May 23, 2014
Microsoft Challenges FBI On Policy Of Notifying Enterprise Customers Of Government Data Requests
Peter Suciu for redOrbit.com - Your Universe Online
Software giant Microsoft could be singing the tune that it fought the law and IT won.
Newly disclosed documents that were released on Thursday shed light on the unusual efforts that tech companies have had to take to combat government data requests following leaks from former National Security Agency contractor-turned-leaker Edward Snowden that revealed details of the U.S. government's massive data-collection efforts.
According to the Wall Street Journal, Microsoft filed its challenge less than two weeks after Snowden first revealed himself in June of last year. However, that filing could have been in the works much earlier.
"The timing was more coincidental," Microsoft's general counsel, Brad Smith, said in an interview with WSJ reporters Danny Yadron and Jennifer Valentino-DeVries. "Obviously the concern of the customer is substantially greater in the wake of Snowden disclosures."
This particular case involved the FBI wanting to know more – much more it seems – about a particular user, and the request for the data came with a gag order. Microsoft has also noted that it has a standing policy against such gag orders and instead of complying the company opted to take the FBI to court. The tech giant claimed that the gag order violated its constitutional right to free expression.
The filing, which was made in federal court, came around the same time the Snowden leaks revealed the scale of government surveillance programs. Soon after the FBI had backed down, and as Russell Brandom of The Verge noted, "Microsoft had called the FBI's bluff."
Despite the fact that Microsoft has a policy against gag orders, some of this information is only now coming to light.
"A federal court in Seattle unsealed documents related to an FBI National Security Letter that Microsoft successfully challenged in court late last year," Microsoft's Smith said on the company's official blog on Thursday. "This marks an important and successful step to protect Microsoft's enterprise customers regarding government surveillance.
"Because information about the case wasn't public until today, this is our first opportunity to discuss it in detail. Given the strong ongoing worldwide interest in these issues, we wanted to provide some additional context on the matter," Smith added. "The FBI's letter in this case sought information about an account belonging to one of our enterprise customers. Enterprise customers at Microsoft include legitimate businesses, governments, and non-governmental organizations. Like all National Security Letters, this one sought only basic subscriber information."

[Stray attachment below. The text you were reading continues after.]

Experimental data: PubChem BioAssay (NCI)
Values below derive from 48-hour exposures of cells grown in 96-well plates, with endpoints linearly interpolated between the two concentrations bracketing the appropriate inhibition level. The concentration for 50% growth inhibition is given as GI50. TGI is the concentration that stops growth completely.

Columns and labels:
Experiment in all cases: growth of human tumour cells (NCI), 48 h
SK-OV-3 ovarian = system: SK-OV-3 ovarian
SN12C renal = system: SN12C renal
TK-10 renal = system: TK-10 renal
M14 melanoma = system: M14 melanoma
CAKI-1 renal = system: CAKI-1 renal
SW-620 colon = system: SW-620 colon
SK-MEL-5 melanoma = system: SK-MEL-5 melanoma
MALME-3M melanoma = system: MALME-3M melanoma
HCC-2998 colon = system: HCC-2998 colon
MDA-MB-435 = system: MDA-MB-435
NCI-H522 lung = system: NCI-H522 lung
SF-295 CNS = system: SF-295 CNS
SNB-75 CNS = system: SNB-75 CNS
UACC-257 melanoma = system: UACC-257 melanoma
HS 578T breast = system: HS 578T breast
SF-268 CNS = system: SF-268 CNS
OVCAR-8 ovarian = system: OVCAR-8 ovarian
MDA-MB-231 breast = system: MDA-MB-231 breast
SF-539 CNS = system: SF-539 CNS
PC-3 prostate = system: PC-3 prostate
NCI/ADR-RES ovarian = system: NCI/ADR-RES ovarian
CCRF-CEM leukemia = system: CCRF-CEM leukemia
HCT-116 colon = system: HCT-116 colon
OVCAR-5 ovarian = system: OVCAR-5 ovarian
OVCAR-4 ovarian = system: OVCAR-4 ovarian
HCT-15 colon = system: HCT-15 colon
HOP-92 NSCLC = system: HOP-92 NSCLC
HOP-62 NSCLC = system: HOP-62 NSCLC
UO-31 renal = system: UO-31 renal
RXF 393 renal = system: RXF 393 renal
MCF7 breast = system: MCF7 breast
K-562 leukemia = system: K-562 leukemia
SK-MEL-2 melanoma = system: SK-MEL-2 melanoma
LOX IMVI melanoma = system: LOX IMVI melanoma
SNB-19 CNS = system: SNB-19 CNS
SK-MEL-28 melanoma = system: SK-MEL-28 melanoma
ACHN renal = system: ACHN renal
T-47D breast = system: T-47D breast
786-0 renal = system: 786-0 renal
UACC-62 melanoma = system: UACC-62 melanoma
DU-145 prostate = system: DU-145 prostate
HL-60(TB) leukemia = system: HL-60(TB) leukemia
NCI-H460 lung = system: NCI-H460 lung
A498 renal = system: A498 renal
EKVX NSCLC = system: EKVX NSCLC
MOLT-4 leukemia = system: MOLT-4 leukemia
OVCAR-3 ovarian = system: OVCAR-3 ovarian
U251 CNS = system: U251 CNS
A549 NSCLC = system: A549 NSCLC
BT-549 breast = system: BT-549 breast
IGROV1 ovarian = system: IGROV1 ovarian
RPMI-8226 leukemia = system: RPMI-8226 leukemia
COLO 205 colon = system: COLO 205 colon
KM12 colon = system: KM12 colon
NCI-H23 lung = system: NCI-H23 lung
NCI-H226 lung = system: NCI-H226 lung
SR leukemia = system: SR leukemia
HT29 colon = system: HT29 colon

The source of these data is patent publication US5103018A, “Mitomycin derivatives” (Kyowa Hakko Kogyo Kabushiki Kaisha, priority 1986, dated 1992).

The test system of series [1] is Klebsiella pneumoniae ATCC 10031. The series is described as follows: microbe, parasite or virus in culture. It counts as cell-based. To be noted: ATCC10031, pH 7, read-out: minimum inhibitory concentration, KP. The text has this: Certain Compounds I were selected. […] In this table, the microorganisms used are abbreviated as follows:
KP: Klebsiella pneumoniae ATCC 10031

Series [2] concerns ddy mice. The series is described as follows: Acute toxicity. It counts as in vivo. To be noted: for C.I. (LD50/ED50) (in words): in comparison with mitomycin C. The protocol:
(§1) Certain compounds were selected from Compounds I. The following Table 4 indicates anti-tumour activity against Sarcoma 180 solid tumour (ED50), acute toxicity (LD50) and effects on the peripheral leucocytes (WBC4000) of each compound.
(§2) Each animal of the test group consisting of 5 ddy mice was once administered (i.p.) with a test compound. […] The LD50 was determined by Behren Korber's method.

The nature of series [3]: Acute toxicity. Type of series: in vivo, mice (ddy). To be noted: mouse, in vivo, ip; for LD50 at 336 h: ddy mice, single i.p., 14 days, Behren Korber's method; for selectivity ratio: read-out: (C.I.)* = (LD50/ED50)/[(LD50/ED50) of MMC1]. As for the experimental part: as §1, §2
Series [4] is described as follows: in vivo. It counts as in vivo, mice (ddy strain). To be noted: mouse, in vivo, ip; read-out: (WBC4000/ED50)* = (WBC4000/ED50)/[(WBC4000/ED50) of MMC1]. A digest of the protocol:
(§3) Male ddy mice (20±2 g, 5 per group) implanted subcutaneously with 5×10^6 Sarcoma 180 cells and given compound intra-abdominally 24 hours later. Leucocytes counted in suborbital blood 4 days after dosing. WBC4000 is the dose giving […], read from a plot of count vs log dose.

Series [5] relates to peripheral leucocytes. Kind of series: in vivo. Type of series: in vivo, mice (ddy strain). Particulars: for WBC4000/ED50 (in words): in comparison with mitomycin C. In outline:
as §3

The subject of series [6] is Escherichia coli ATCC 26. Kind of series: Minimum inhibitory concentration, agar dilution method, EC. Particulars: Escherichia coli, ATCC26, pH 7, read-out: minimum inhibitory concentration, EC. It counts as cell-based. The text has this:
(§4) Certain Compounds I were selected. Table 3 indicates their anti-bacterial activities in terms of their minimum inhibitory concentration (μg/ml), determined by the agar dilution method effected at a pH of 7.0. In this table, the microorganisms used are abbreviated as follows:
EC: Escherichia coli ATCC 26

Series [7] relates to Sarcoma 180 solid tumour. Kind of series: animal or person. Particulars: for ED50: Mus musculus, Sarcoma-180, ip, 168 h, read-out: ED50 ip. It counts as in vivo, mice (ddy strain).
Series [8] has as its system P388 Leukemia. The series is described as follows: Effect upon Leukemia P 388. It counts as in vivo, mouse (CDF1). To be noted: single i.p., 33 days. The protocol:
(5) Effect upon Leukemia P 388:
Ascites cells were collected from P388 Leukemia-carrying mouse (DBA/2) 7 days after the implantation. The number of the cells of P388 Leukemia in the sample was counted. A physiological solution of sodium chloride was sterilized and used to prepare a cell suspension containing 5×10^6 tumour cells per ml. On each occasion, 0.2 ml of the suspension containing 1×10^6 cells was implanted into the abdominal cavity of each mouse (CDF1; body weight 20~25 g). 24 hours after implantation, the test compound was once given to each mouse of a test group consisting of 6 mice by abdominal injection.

Late last year Microsoft had also announced that it was committed to notifying business and government customers if it received legal orders related to their respective data, and it vowed that it will continue to challenge any gag orders in court. Microsoft further said it would preserve its ability to alert customers when governments seek to obtain its client's data.
Smith also stressed that despite Microsoft's strong language this type of request for data is actually quite rare.
"Government requests for customer data belonging to enterprise customers are extremely rare," Smith wrote. "We therefore have seldom needed to litigate this type of issue. In those rare cases where we have received requests, we've succeeded in redirecting the government to obtain the information from the customer, or we have obtained permission from the customer to provide the data. We're pleased with the outcome of this case, which validates our approach."
Microsoft's stance has earned kudos from privacy advocates.
"Companies are now starting to stand up for users' privacy," Alex Abdo, an attorney at the American Civil Liberties Union, told the WSJ. "Microsoft deserves credit for this."
However, the paper also reported that Abdo questioned whether the tech giant would have fought the government so hard if the FBI had targeted an individual user rather than a large business customer.